Projected snow/ice here tomorrow. Local schools are going to be closed tomorrow and Wednesday. No outdoor plants to speak of... Other than Hubby's maple (the beginnings of his bonsai tree. I'm not worried about it though, we have a covered patio and well, it's a tree lol).

I don't mind the snow, but the ice concerns me. It got bad enough here about 10 years ago, broke power lines from the heavy ice; we were out of power for three days. That was when I still lived with my folks and didn't have houseplants to speak of. If the power went out that long, I'm not sure what we'd do.

Planto


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RE: WOW-snow in the South!!

l will take snow over ice anyday. Fingers crossed for everyone that it won't be as bad as it could be.Anyhow, you will probably be back in the 50's in two days.
Sarah- only thing I can think of is to group them if you can and cover them. Maybe if you have a gas stove put a container with hot water underneath with them? Maybe even a battery operated light might work to give some warmth.


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RE: WOW-snow in the South!!

I hope you southerners are trickling some water in the faucets! Unhook the hoses from the outdoor faucets and insulate the spigots.

The south has bitter cold cycles every few years. Some plants will die, some will suffer freeze damage but will recover once cut vack in the spring.

People will swear that they will never plant another oleander (just an example) EVER AGAIN! But they will.

You should have a plan in mind should the electricity be knocked out.


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RE: WOW-snow in the South!!

I hope you southerners are trickling some water in the faucets! Unhook the hoses from the outdoor faucets and insulate the spigots.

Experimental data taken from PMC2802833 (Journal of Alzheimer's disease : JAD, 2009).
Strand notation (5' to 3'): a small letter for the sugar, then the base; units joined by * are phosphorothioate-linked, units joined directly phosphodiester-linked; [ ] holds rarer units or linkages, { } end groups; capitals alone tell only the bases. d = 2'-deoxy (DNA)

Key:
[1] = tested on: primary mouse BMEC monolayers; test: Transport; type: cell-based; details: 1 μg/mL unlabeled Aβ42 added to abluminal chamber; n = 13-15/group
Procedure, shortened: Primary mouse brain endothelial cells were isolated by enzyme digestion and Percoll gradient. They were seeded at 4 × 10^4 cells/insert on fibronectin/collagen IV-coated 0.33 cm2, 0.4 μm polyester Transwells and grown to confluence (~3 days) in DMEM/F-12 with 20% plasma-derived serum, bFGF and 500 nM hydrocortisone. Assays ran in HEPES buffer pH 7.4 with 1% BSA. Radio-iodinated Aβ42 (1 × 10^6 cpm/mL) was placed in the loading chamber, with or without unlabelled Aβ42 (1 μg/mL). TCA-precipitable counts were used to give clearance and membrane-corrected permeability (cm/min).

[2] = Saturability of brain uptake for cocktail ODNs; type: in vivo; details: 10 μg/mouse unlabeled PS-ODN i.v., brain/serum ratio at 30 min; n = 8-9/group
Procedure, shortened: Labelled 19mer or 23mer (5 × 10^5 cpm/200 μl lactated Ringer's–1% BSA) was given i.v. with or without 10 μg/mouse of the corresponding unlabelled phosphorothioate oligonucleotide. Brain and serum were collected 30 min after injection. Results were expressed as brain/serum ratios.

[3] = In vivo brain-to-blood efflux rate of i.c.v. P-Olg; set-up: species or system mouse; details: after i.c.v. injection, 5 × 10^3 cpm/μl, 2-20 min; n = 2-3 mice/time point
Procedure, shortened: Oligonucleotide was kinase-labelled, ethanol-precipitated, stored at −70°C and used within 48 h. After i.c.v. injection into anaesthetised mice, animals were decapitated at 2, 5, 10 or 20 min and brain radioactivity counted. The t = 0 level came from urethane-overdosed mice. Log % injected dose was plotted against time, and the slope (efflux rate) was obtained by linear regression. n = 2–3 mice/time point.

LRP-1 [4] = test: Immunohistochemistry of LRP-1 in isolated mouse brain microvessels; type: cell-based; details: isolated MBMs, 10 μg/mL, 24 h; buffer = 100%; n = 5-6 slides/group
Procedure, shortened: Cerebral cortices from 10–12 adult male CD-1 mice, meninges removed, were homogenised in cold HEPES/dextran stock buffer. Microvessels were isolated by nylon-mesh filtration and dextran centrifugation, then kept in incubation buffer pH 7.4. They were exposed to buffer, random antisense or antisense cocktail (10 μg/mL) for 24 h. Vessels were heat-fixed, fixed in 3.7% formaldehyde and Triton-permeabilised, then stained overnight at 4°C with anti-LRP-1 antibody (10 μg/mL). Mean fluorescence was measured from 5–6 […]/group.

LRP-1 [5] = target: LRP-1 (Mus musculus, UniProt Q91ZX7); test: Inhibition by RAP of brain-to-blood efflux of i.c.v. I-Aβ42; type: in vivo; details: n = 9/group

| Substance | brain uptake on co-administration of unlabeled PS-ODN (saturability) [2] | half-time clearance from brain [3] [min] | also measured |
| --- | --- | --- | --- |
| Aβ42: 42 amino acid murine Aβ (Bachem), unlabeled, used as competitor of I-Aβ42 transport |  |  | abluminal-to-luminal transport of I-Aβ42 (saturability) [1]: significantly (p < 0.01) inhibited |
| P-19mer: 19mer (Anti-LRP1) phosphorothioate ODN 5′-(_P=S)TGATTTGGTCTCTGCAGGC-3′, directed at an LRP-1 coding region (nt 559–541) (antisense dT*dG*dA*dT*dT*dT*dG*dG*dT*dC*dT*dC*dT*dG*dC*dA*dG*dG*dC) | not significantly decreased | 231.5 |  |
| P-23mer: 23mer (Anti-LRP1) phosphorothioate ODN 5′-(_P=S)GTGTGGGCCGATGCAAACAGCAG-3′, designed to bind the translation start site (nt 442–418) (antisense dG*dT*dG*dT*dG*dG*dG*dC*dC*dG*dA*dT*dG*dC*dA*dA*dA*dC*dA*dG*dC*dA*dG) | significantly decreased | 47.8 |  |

The south has bitter cold cycles every few years. Some plants will die, some will suffer freeze damage but will recover once cut vack in the spring.

People will swear that they will never plant another oleander (just an example) EVER AGAIN! But they will.

You should have a plan in mind should the electricity be knocked out.


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RE: WOW-snow in the South!!

Purple
Missed the donut thing with first reading- I have done several donuts driving around here through the years. One
reason I love being retired- I don't have to drive at all hours of the night on everything or in anything.


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RE: WOW-snow in the South!!

Good info Rhizo- Also can put lights on any pipes you are worried about freezing-however I only do that if it is way below 0.
This is strange but all I can picture is all the great Southern plants- like the Oleander shivering and want to cover them with woolen hats , scarves and mittens.


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RE: WOW-snow in the South!!

I hope your all doing alright, It's been bitter cold here in NY but we are used to it. Remember if you go out to layer your clothes and keep blankets in your trunk.